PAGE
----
recent articles

practice updates

Peripheral Vascular Injury Management


  • Peripheral vascular injury can be life-threatening or limb-threatening.  Proper understanding of pathology and management is important in the ER.
  • Vascular injuries can be internal and may not be obvious on presentation. Patients with blunt or penetrating trauma who remain hypotensive after a fluid bolus challenge may have internal hemorrhage.
  • Incidence of penetrating and blunt trauma in the US has been rising.
  • Blunt and penetrating causes of peripheral vascular injuries are about equal in the US.
  • Low velocity gunshot wounds are the second leading cause of death in the 15- to 34-year-old age group in the US.  Peripheral vascular injury has been reported to be present in up to 50% of these cases.

intern report

Ultrasound and Respiratory Distress

Clinical Question: What is the utility of US for differentiating causes of respiratory distress and expediting treatment in the ED? As I am currently on my US rotation and learning how the FAST or focused echo can help us in our initial clinical decision-making, I am curious as to why it is not commonly utilized for respiratory complaints or acute respiratory distress. This presentation is a large population of what we see and is often hard to diagnose and work-up.  A literature search resulted in one recent article in the Lancet that attempted to address this question. [...]

intern report

ED Observation Units and Their Efficacy

I had concerns for admitting a patient to the observation unit for suspected CHF exacerbation. The specific protocols for CHF exacerbation are available on EPIC and list a very specific set of criteria that allows for admission to the 2SS observation unit. I was initially curious about the development of these criteria, and more broadly, the efficacy of observation units and their sustainability as the face of a changing environment in Emergency Medicine. My main question was: do observation units lead to equal or better outcomes for patients versus conventional admission? Are they cost-effective or do they merely delay the costs associated with admission and full work-up? [...]

intern report

Post LP Headache

On my first month in the Parkland ED, I saw multiple patients with post-lumbar puncture headaches and even iatrogenically caused one myself.  Often I found myself wondering what proven preventative measures during an LP decrease the incidence of such headaches, what could I have done better, and what literature supports treatment of post-lumbar puncture headaches in the emergency department. [...]

clinical cases

Chief Complaint: "Seizures"

Chief Complaint: “Seizures” History of Present Illness: 25-year-old male with no PMHx, BIBEMS after he had episode of tonic-clonic seizure. As per wife, who gave medical history, the patient was found down in a hotel with "his whole body shaking."  Upon EMS arrival, he was given 5mg of Valium. On arrival to the ED, patient combative, not following commands with frothy oral secretions.  Wife endorses that patient has had weakness, dizziness, and malaise x 3 days, but no other complaints. Patient had another seizure while in the ER without regaining full consciousness. [...]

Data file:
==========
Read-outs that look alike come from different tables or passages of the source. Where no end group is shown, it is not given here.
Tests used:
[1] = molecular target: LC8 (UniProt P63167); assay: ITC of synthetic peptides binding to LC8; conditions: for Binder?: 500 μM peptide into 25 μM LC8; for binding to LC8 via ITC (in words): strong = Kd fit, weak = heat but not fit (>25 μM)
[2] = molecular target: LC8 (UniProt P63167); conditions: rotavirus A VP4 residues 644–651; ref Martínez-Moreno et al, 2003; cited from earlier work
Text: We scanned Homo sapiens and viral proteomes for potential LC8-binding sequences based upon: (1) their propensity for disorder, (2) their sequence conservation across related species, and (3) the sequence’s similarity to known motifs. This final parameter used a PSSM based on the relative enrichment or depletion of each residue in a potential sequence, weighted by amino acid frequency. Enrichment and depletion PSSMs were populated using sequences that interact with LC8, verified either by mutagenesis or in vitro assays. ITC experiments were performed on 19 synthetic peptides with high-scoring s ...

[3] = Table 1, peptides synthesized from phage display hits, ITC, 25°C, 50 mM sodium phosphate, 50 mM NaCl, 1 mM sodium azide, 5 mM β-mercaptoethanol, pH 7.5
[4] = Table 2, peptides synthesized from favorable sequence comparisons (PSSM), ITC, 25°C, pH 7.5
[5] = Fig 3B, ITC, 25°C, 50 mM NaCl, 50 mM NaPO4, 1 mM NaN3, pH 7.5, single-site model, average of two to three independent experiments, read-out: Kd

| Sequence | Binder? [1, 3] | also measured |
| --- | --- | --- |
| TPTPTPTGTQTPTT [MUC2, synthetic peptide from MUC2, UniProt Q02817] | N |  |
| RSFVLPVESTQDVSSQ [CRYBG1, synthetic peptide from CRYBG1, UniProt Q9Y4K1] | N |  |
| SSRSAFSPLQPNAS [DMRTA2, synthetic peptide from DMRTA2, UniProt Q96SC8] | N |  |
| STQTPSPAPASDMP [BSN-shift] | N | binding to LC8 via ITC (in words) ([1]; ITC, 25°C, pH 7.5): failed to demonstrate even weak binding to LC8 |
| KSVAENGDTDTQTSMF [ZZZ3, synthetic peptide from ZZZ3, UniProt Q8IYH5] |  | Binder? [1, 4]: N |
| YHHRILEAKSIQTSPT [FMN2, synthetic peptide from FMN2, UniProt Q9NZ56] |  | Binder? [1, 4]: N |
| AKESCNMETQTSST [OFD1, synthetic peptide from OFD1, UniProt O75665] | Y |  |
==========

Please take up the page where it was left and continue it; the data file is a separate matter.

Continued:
intern report

Management and Dispo of Upper GI Bleed

Upper GI bleed (UGIB) is a common cause of presentation in the ED with an incidence of 102 per 100,000 hospitalizations. Mortality can range from 2-15%, with a rebleeding risk of up to 10-30%. It is important to identify high-risk patients that are candidates for early endoscopy or if monitored management is more appropriate. Low-risk patients may be identified and safely discharged from the ED. [...]

practice updates

ICP Management Update

Author: Albert Arslan, MD and Anthony Scoccimarro, MD (Resident Physicians, Lincoln Emergency Medicine) // Edited by: Alex Koyfman, MD (@EMHighAK, EM Attending Physician, UTSW / Parkland Memorial Hospital)   Prevent and Identify – the ED’s equivalent of Search & Rescue when managing elevated Intracranial Pressures (ICP). The causes of elevated ICP are typically described in the context […]

intern report

Tranexamic Acid in the ED

A quick case: A 57 y/o F with a PMH of DM, HTN, and Afib on warfarin presents to the emergency department (ED) complaining of spitting out a blood clot when she woke up in the morning. Upon waking she felt something in her mouth, spit out a small blood clot, and continued to have slow oral bleeding over the next several hours leading to presentation in the ED. She is not able to see where the blood is coming from, denies any other symptoms and states her last INR was 2.3. All other ROS is negative. On physical exam, it is noted that the patient has a broken upper left molar that is slowly bleeding. All other physical exam and vitals were normal. The attending physician suggested using tranexamic acid (TXA) for treatment. But what’s that? I didn’t learn about that in med school. Clinical Question: What studied uses are there for tranexamic acid in the Emergency Department? [...]